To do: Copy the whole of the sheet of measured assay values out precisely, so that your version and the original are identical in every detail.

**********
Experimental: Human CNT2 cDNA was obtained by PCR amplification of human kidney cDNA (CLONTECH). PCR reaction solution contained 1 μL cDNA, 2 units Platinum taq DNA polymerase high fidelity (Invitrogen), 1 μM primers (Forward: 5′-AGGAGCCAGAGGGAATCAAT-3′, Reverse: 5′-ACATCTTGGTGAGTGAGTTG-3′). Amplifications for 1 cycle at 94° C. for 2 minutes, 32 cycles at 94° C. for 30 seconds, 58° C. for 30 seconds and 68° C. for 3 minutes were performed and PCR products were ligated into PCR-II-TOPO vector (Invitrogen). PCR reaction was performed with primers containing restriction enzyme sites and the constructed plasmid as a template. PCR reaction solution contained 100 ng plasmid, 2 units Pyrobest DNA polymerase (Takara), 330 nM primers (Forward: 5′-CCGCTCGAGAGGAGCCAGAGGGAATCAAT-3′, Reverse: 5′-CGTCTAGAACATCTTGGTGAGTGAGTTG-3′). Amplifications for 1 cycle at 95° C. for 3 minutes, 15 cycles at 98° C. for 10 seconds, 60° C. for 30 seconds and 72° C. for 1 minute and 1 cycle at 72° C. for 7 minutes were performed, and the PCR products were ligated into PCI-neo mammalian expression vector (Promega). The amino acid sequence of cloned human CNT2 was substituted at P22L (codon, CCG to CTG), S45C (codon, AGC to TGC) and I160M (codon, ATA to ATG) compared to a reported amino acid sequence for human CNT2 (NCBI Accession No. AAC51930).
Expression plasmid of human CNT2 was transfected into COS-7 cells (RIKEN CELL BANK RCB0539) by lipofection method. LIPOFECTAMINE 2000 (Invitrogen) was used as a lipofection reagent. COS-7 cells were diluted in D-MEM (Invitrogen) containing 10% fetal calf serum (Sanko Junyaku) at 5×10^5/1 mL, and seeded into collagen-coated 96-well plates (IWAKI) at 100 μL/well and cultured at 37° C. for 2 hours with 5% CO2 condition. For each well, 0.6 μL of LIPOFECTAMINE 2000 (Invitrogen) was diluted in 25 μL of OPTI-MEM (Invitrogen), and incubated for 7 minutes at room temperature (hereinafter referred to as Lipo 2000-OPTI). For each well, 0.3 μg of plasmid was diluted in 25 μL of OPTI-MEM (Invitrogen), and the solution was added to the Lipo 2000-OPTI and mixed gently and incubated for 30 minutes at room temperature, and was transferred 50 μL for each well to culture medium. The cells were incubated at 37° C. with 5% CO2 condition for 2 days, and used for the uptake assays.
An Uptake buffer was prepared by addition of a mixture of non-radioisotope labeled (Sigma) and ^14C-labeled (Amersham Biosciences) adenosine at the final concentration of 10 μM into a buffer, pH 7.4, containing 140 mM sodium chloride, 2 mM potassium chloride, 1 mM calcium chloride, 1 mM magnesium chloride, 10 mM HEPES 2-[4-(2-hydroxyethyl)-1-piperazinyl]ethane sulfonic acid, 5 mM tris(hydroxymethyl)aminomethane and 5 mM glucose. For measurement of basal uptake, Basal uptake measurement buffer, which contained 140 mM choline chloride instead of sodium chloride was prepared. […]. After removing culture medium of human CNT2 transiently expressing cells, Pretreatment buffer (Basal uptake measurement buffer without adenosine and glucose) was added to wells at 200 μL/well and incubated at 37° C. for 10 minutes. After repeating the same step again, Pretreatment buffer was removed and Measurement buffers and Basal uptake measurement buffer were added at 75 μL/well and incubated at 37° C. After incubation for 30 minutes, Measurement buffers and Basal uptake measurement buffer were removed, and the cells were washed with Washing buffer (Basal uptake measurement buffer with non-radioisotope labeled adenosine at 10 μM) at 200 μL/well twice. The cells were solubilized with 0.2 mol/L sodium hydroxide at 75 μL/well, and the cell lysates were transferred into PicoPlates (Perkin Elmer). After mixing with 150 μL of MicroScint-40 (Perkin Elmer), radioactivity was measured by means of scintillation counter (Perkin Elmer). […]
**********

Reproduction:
Experimental: Human CNT2 cDNA was obtained by PCR amplification of human kidney cDNA (CLONTECH). PCR reaction solution contained 1 μL cDNA, 2 units Platinum taq DNA polymerase high fidelity (Invitrogen), 1 μM primers (Forward: 5′-AGGAGCCAGAGGGAATCAAT-3′, Reverse: 5′-ACATCTTGGTGAGTGAGTTG-3′). Amplifications for 1 cycle at 94° C. for 2 minutes, 32 cycles at 94° C. for 30 seconds, 58° C. for 30 seconds and 68° C. for 3 minutes were performed and PCR products were ligated into PCR-II-TOPO vector (Invitrogen). PCR reaction was performed with primers containing restriction enzyme sites and the constructed plasmid as a template. PCR reaction solution contained 100 ng plasmid, 2 units Pyrobest DNA polymerase (Takara), 330 nM primers (Forward: 5′-CCGCTCGAGAGGAGCCAGAGGGAATCAAT-3′, Reverse: 5′-CGTCTAGAACATCTTGGTGAGTGAGTTG-3′). Amplifications for 1 cycle at 95° C. for 3 minutes, 15 cycles at 98° C. for 10 seconds, 60° C. for 30 seconds and 72° C. for 1 minute and 1 cycle at 72° C. for 7 minutes were performed, and the PCR products were ligated into PCI-neo mammalian expression vector (Promega). The amino acid sequence of cloned human CNT2 was substituted at P22L (codon, CCG to CTG), S45C (codon, AGC to TGC) and I160M (codon, ATA to ATG) compared to a reported amino acid sequence for human CNT2 (NCBI Accession No. AAC51930).
Expression plasmid of human CNT2 was transfected into COS-7 cells (RIKEN CELL BANK RCB0539) by lipofection method. LIPOFECTAMINE 2000 (Invitrogen) was used as a lipofection reagent. COS-7 cells were diluted in D-MEM (Invitrogen) containing 10% fetal calf serum (Sanko Junyaku) at 5×10^5/1 mL, and seeded into collagen-coated 96-well plates (IWAKI) at 100 μL/well and cultured at 37° C. for 2 hours with 5% CO2 condition. For each well, 0.6 μL of LIPOFECTAMINE 2000 (Invitrogen) was diluted in 25 μL of OPTI-MEM (Invitrogen), and incubated for 7 minutes at room temperature (hereinafter referred to as Lipo 2000-OPTI). For each well, 0.3 μg of plasmid was diluted in 25 μL of OPTI-MEM (Invitrogen), and the solution was added to the Lipo 2000-OPTI and mixed gently and incubated for 30 minutes at room temperature, and was transferred 50 μL for each well to culture medium. The cells were incubated at 37° C. with 5% CO2 condition for 2 days, and used for the uptake assays.
An Uptake buffer was prepared by addition of a mixture of non-radioisotope labeled (Sigma) and ^14C-labeled (Amersham Biosciences) adenosine at the final concentration of 10 μM into a buffer, pH 7.4, containing 140 mM sodium chloride, 2 mM potassium chloride, 1 mM calcium chloride, 1 mM magnesium chloride, 10 mM HEPES 2-[4-(2-hydroxyethyl)-1-piperazinyl]ethane sulfonic acid, 5 mM tris(hydroxymethyl)aminomethane and 5 mM glucose. For measurement of basal uptake, Basal uptake measurement buffer, which contained 140 mM choline chloride instead of sodium chloride was prepared. […]. After removing culture medium of human CNT2 transiently expressing cells, Pretreatment buffer (Basal uptake measurement buffer without adenosine and glucose) was added to wells at 200 μL/well and incubated at 37° C. for 10 minutes. After repeating the same step again, Pretreatment buffer was removed and Measurement buffers and Basal uptake measurement buffer were added at 75 μL/well and incubated at 37° C. After incubation for 30 minutes, Measurement buffers and Basal uptake measurement buffer were removed, and the cells were washed with Washing buffer (Basal uptake measurement buffer with non-radioisotope labeled adenosine at 10 μM) at 200 μL/well twice. The cells were solubilized with 0.2 mol/L sodium hydroxide at 75 μL/well, and the cell lysates were transferred into PicoPlates (Perkin Elmer). After mixing with 150 μL of MicroScint-40 (Perkin Elmer), radioactivity was measured by means of scintillation counter (Perkin Elmer). […]